The events which preceded the formation of the Roman Empire, just before the beginning of our era, furnish an analogy in some respects to what is happening today throughout Christendom.
Nations had been conquered; foreign lands had been subdued; great triumphs over nature had been achieved; the arts of life had arrived at great excellence; life’s beauties and ornaments had reached a high standard of perfection. These triumphs had been achieved under the stimulus of the old religion; were offered as a tribute to the majesty of the early gods. This religion is already past its prime when we first get a clear view of the Roman world. The gods no longer descend from heaven to join in battles against Rome’s enemies.
No Jove-sent nymph now dictates laws in the sacred grove. No prodigies now mark the wrath and anger of the gods.
The institutions of religion are still kept up, it is true; so many priests ordained; so many vestals; so many pontiffs and augurs elected every year, The sacrifices and ceremonies of religion are still performed; but the priests and their revenues have grown fat. the vestals tend the sacred fire with careless and unzealous hands; the pontiffs and augurs have become cynical; if any one pay attention to the ceremonies of religion, to the omen of the entrails or to the pecking of the holy chickens, it is only some of the vulgar herd, or some superstitious old women; or perhaps a rustic from Corsica or the rugged Apennines.
If the triumphs still ascend to the temple of Jupiter of the Capitol, it is now to gratify the pride of the conqueror, and no longer to offer thanksgiving to the guardian god. The ignorant, and the old women perhaps, believe in it still; but all the thinking men and women of Rome know better; they keep up the farce to amuse the vulgar, but they laugh in their sleeves the while.
When two priests met, we read, they burst out laughing in each other’s faces.
Cicero does not believe much of this priest’s nonsense, we may be sure, nor Cæsar, nor Pompey. They have become wiser, have grown out of it; they have known better now for near a hundred years.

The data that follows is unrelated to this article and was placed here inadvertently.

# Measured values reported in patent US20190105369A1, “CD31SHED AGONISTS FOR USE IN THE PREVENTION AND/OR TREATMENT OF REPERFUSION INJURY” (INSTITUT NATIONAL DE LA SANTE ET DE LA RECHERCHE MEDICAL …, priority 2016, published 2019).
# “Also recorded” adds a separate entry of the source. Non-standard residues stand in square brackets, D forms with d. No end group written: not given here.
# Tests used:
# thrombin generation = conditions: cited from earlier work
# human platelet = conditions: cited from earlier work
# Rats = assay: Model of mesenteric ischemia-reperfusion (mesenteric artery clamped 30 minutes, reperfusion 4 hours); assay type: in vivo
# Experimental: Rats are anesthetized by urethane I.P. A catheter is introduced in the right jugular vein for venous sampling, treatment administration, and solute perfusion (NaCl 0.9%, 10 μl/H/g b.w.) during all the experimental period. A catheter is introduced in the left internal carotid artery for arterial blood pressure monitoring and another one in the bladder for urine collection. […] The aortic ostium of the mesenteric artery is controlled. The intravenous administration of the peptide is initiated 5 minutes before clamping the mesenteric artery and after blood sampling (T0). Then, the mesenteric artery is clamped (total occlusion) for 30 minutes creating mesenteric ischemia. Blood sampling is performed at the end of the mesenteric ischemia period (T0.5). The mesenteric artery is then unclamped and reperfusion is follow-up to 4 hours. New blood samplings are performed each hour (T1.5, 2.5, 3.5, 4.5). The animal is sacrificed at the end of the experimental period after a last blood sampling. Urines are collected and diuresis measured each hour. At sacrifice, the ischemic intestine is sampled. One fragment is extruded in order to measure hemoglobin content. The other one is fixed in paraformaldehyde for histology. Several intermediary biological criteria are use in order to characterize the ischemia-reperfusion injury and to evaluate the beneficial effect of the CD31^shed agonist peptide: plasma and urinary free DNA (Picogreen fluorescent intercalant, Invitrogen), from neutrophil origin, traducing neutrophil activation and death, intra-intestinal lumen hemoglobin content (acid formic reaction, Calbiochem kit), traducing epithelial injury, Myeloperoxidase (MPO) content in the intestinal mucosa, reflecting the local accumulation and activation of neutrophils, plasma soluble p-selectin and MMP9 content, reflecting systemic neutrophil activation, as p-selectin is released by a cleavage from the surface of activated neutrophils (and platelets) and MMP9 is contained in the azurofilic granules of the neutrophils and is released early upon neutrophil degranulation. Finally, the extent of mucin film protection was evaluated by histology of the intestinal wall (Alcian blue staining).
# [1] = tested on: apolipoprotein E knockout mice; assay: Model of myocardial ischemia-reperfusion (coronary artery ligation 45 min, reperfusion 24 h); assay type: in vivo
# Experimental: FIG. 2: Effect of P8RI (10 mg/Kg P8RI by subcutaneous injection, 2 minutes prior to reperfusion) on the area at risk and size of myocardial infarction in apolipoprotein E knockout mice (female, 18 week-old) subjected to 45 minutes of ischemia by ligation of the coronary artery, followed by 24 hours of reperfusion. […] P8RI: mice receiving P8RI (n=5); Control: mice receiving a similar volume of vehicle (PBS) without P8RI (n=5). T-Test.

But still the old religion was good for something while it lasted. Romulus believed in it, and he who avenged Lucrece and drove the Tarquins out, and Cincinnatus, and Camillus, and many a good man and true.
Rome’s old religion was inspiring enough for Quinctus Curtius, who leaped into the yawning gulf; had power enough to lead Regulus back to Carthage, and to certain death. But that was all over, could never be restored, however much the loss of it might be lamented. It had been written on the inexorable tablets of time that “the fairy tale of Jupiter and the gods, no man can verify,” and inevitable progress could no more halt for these, than could the rebellious waves, before the royal Canute.
But this old faith had filled a large place in the Roman life; it was no mere trifle, but occupied a wide span of the horizon; and the void left by its dissolution cried aloud to be filled. A new moral stimulus was needed, and the materials lay ready to hand in Greece. Plato, the Stoics, the Epicureans, had already been busy constructing a philosophy, and a rule of life. But the practical realism of the Romans was no congenial ground for Platonic doctrines; and only a few rare souls like Brutus, and Cato of Utica, could aspire to the virtue and majesty of the Stoics’ creed. Far more congenial was that distortion of Epicurus’ philosophy which is called to our minds by the name Epicurean. All that could aid the due celebration of this doctrine’s rites, all that could minister to the perfection of pleasure, and afford delicate gratification to the senses, was already at hand. Wealth had poured in from all the world; Rome stood pre-eminent amongst the nations, fearing no rough invasion of conquering might; Grecian taste, and Grecian art were ready with their ministrations to the votaries of the new shrine.
The cultivation of the beautiful and refined; the satisfaction of all delicate æsthetic yearnings and desire; the delights of culture and art; the gratification of the senses, but a polite and refined gratification withal, seemed now the only things worth living for.
Sumptuous banquets, delicate wines, “Coan and Falernian, Massic and Surrentine, the head of Umbrian boar, the hashed limbs of a crane, the disjointed shoulders of a hare, the liver of a white goose fed on luscious figs, the Lucrine mussel, oysters from Cuceiix, crabs from Misenum, scallops from Tarentum, African cockles, apples from Tibur, the olive of Venafrum, the Albanian grape and the Venuculum;” all things dainty and refined, as we learn from Horace’s poems.
The true Epicurean, however, was no mere gross and gluttonous feeder; he was pre-eminently the man of taste. His banquets were garnished with beautiful flowers; music added its melodious charm; the wine was thrice diluted that it might bring vivacity and flow of conversation, but stop short of riotous and uproarious jollity. Our Epicurean was a man of fine nerves, of delicate perceptions; could judge you a poem or a picture as skillfully as he could discern Coan from Falernian; he could run over the whole gamut of æsthetic sensations as well as our best modern of his school. Pleasure became a regular science, a fine art to be studied like painting or poetry.
Greece was ransacked for artists, for the celebrated statues, for the Periclean master pieces.